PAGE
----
Easter weekend in the beautiful sunshine.
This weekend celebrates Easter, one of the principal holidays of Christianity, bringing a long bank holiday weekend to many, and with forecasters predicting the highest temperatures of the year so far it’s the perfect opportunity to get out and enjoy a family ride. Where will yours take you? Here is a list of 5 great routes for you to try this year.
1. Camel Trail, Cornwall
One of the most popular recreational routes in the country, the Camel Trail takes you from Padstow to Poley’s Bridge, via Wadebridge and Bodmin. Passing through the wooded countryside of the upper Camel Valley and alongside the picturesque Camel Estuary. The ride is a mostly traffic-free trail in Cornwall following an old railway line. Coming in at 12 miles long the trail is largely flat and is ideal for families and less experienced cyclists. The Camel Trail is a great place to spot otters, bats, dormice, kingfishers, little egrets, marsh orchids and marsh marigolds.
2. The Jurassic Coast
One of the best ways to explore the towns and villages along the Jurassic Coast is via bike, most of the route is connected along the National Cycle Network. Route 2 of the National Cycle Network runs across most of the south coast of England, connecting Studland at the east end of the Jurassic Coast with Exmouth in the west, with Route 26 connecting Weymouth with Dorchester, running further north into Somerset.
While it is important to note that the South West Coast Path National Trail is, in the main, not a cycle path or bridleway. There are hundreds of miles of bridleways near the Jurassic Coast which offer a fantastic opportunity to explore off the beaten track. However, bridleways are usually unsurfaced and can get very muddy in poor weather, so you’ll need a sturdy bike with mud-friendly tyres, such as a mountain bike, not to mention, the willingness to put the effort in.
3. Three Parks Trail, South Wales
The easy, traffic-free ride takes in three of Wales’ most picturesque parks. Starting from the Sirhowy Valley Country Park near Crosskeys, the route takes you over Hengoed’s impressive 16 arch-listed viaduct. At Hengoed, you will pass the magnificent ‘Wheel of Drams’ artwork, an eight-meter-high sculpture, constructed from old coal carts, known as ‘drams’. Continuing along the valley you will pass through Parc Penallta, which is carved from a former coal pit. The High Point Observatory offers you spectacular views across Caerphilly county borough.
Trelewis will take you off National Route 47 and onto 476 to Parc Taff Bargoed. The once black river is now a haven for dippers and wagtails, and the green riverbanks provide the perfect picnicking spot. The route also passes Trelewis Climbing Centre, which offers a range of brilliant activities from indoor climbing to kayaking and orienteering.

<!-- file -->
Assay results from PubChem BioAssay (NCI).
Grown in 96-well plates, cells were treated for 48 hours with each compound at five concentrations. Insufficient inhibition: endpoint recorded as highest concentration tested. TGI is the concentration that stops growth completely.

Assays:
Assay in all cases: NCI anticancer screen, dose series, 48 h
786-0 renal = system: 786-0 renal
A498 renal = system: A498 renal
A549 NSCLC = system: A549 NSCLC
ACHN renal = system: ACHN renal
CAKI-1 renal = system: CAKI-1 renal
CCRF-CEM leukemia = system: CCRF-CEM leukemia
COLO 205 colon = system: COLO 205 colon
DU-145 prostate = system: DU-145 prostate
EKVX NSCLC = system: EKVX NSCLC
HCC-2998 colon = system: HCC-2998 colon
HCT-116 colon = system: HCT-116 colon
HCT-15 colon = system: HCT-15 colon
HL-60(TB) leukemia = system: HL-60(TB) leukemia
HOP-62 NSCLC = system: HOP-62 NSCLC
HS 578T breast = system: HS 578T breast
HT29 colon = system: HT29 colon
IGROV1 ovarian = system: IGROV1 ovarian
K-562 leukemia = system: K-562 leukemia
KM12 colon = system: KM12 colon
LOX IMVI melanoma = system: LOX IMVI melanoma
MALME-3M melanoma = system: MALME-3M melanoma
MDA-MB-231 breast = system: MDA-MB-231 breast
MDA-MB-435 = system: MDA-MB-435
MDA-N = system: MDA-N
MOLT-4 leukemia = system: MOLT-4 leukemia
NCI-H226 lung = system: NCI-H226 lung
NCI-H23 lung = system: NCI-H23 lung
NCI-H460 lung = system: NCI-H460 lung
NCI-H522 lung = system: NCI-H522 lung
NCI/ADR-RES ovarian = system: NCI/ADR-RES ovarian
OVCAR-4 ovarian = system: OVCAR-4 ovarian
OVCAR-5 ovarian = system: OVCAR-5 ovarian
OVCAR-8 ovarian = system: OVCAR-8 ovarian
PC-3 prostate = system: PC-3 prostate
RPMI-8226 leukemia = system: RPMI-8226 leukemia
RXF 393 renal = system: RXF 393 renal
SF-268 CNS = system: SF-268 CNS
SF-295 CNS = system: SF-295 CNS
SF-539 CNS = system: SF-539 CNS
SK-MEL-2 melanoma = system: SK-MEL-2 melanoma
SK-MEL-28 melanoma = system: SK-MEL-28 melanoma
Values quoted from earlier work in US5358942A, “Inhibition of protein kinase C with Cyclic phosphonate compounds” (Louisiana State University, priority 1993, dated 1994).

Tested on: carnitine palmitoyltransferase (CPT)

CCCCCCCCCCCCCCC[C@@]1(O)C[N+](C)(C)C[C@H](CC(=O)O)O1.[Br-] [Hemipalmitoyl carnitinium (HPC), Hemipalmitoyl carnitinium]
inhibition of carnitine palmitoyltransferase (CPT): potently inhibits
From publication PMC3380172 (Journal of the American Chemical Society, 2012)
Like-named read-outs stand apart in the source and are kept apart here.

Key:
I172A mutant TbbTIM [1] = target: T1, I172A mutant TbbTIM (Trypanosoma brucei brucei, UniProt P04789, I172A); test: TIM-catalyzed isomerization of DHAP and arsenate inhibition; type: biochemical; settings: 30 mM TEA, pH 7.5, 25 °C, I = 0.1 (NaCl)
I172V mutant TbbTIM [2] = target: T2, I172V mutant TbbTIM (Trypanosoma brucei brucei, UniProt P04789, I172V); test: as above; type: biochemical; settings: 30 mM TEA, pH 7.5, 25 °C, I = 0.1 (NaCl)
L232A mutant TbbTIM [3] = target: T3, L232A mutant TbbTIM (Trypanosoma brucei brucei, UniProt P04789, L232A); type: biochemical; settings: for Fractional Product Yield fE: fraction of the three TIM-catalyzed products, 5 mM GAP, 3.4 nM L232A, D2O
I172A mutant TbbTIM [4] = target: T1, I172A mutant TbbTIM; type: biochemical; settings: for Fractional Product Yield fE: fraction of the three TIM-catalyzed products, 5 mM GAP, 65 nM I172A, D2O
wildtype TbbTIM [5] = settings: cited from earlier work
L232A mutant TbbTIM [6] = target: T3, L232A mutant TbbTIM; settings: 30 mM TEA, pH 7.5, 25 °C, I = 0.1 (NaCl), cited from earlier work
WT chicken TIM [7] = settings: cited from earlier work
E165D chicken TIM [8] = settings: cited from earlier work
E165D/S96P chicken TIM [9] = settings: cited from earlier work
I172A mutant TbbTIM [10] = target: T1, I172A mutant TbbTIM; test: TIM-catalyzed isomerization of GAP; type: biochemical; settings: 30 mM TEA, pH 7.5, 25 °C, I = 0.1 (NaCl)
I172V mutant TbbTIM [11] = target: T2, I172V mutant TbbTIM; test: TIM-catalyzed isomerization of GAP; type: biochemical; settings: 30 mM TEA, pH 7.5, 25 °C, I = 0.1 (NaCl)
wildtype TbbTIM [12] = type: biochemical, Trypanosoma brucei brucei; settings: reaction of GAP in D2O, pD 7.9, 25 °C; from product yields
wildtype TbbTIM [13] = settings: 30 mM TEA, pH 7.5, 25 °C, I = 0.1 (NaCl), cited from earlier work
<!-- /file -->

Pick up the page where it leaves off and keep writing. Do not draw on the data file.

4. Bristol to Bath
The path is home to a variety of sculptures and also a working steam engine at the old train station at Bitton. Riders can enjoy a pub lunch at Saltford, which features wonderful views of the River Avon. In Bath, you’ll be greeted with a whole host of ways to spend the rest of your day including the Roman Baths, art galleries, shopping, and Botanical Gardens. Flat, traffic-free, and teeming with greenery, it’s no wonder the Bristol and Bath Railway Path is so popular. It’s used by people walking, cycling, running and has disabled access too.
5. Cuckoo Trail, East Sussex
One of the most popular family cycle rides in the South East, the Cuckoo Trail runs through a mixture of broadleaf woodland, open grassland, arable farmland, and pasture with verges often thick with seasonal wildflowers like vetch and willowherb. With a variety of sculptures and plenty of carved wooden seats to take a break, relax and take in your surroundings. Once a railway line, the trail offers a fantastic, peaceful, traffic-free route ideal for cyclists and walkers of all ages.
Horse riding is also permitted along some rural sections of the route. The ride also features a gentle 122m (400ft) climb over 11 miles (17.5km) from Polegate to Heathfield. Along the route you will take in a number of quaint little villages and near Hailsham you’ll find Michelham Priory, a historic house and the remains of an Augustinian Priory set in seven acres of beautiful gardens, surrounded by the longest water-filled medieval moat in England.
If you decide you want to extend the ride, head to Hampden Park in Eastbourne, where you’ll find a large park with a lovely lake, home to ducks and swans, and a large grassland area for picnics. In spring the park is awash with flowers including daffodils, crocuses, and bluebells.